Re: DMARC from the perspective of the listadmin of a bunch of SMALL community lists Thu, 17 April 2014 15:34 UTC

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Date: Thu, 17 Apr 2014 07:41:25 -0700 (PDT)
Subject: Re: DMARC from the perspective of the listadmin of a bunch of SMALL community lists
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To: John C Klensin <>
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John Klensin writes:

> --On Wednesday, April 16, 2014 23:00 -0700
> wrote:

> >> It seems extreme to lay blame on the IETF in general
> >> merely for having an open mechanism by which to post a draft
> >> for all to see and discuss.  A "Request For Comment", as it
> >> were.
> >
> > You may think it extreme. I don't. I think the IETF's politics
> > have led to  it inching closer to moral hazard territory for a
> > long time, and with this incident it has stepped in it.

> Indeed.  We have had warnings about where the ability of anyone
> to post anything and then claim IETF approval in external
> contexts without any fear of meaningful pushback would lead for
> a long time.  It hasn't been significantly damaging before
> because (i) we have been lucky and (ii) attempts to manipulate
> the mechanisms have come from outsiders, not insiders.

Nicely put. I completely agree.

> With DMARC, the ability to claim IETF responsibility when that is
> handy and that the IETF has no control when _that_ is handy have
> now been utilized by insiders.

Or by people with better access to insiders. It's hard to tell, and I'm not
sure it really matters.

> That comes after a history of
> the less effective approach of bringing specs into IETF WGs and
> then claiming that fundamentals cannot be changed because they
> were developed by experts in another forum.  As I think Ned
> suggested, the ADSP issue and how it was handled should have
> been another warning sign.  And, with Yahoo's move and its
> consequences (whether they anticipated them or not), we also ran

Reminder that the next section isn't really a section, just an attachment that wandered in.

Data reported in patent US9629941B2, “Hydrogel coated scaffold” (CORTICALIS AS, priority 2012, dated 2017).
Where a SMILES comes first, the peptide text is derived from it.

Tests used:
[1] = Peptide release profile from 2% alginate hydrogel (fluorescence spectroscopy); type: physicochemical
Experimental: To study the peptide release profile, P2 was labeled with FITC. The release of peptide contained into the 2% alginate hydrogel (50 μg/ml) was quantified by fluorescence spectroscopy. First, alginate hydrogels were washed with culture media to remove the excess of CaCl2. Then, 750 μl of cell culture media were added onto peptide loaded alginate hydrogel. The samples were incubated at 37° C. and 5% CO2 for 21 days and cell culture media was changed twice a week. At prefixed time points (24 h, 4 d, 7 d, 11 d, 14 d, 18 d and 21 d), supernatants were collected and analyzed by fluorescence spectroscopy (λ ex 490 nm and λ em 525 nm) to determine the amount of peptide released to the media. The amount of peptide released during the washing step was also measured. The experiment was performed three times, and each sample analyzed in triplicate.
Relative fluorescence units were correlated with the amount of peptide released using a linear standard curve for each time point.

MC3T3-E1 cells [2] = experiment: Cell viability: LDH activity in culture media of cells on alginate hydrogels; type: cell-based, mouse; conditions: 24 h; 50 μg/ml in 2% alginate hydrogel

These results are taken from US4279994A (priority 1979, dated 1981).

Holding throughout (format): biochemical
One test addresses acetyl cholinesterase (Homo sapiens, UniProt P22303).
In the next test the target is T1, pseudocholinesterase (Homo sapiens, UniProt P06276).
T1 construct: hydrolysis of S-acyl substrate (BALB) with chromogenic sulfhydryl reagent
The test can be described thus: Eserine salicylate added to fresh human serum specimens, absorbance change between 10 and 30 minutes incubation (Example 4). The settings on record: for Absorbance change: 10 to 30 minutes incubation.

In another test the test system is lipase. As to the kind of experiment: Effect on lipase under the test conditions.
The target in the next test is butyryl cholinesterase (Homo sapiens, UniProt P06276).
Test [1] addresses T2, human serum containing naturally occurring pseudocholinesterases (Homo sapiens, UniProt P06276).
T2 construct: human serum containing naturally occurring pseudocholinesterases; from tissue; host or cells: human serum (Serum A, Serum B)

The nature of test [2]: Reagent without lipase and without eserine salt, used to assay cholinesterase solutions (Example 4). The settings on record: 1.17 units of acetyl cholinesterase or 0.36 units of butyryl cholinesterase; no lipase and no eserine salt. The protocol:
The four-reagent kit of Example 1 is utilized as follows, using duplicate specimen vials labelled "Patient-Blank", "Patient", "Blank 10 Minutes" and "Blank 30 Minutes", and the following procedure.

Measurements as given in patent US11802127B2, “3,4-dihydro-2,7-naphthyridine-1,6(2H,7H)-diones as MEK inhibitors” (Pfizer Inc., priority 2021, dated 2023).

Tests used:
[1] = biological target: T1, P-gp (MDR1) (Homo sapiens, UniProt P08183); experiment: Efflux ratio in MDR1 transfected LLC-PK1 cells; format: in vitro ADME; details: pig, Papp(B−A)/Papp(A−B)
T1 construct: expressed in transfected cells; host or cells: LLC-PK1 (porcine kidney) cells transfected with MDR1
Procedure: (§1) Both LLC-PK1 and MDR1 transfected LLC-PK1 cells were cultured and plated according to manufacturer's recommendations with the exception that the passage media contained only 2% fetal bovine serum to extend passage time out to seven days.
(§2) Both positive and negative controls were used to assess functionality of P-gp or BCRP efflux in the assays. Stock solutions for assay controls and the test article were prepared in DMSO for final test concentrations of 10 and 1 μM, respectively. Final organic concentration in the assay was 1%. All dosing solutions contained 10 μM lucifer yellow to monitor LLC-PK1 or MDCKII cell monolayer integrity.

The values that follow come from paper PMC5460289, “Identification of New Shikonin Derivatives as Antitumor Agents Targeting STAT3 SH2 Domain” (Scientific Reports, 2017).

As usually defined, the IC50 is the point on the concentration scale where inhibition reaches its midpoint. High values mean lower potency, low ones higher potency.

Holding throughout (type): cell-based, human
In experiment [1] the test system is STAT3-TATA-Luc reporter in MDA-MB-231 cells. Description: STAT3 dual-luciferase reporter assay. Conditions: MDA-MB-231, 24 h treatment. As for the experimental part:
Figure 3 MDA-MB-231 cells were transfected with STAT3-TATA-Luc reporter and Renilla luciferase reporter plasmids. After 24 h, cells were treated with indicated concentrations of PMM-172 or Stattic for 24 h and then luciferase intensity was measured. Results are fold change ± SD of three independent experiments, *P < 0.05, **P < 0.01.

> out of luck.

An onimous phrase, isn't it? But an accurate one, I fear.

> >> Are you suggesting that
> >> process should be closed or moderated somehow?
> >
> > What I suggested is that we need to have a serious discussion
> > of what, if anything can be done to ameliorate the damage in
> > this case. Others have suggested that we also need to look at
> > how to prevent this from happening in the future. I concur.

> agreed.

> >...
> >> I would add to this that, by its ultimate inaction in the
> >> face of a protracted period of abuse and attempts by
> >> participants to solve that problem within its procedures, the
> >> IETF has abdicated any authority it may have had.
> >
> > That may be your assessment. Given subsequent comments from
> > other people,  mine is now that this effort was looking for a
> > rubber stamp, didn't like it when that didn't happen, and
> > proceeded to skirt around the edges of the process.

> > With disasterous results.

> Exactly.

> I'm also concerned that several of these efforts represent back
> door approaches to deprecating multi-hop email.  Certainly many
> things are more convenient in a single hop environment.  They
> would become even more convenient if all email were to be
> handled by a small oligarchy of providers.  To the degree to
> which one simultaneously believes in openness and privacy, those
> would be very sad outcomes.

It's not just multi-hop email - although I agree it's in danger - it's various
semantics of email that happen not be to be useful to commercial email of
various sorts, and whose presence makes the problem more challenging. John
Levine refers to all this as "send on behalf of", which isn't exactly right but
is probably close enough for purposes of this discussion.

I also find it particularly revealing that one of the arguments being made here
is along of the lines of, "Everything else has had to change, why are those
stodgy old mailing list thingies somehow exempt?" Except that's not it at all -
the approach was always essentially, "We're going to screw you, how about you
do X or Y to mitigate the damage a little?" To which the answer, predictably,
was less than enthusiastic.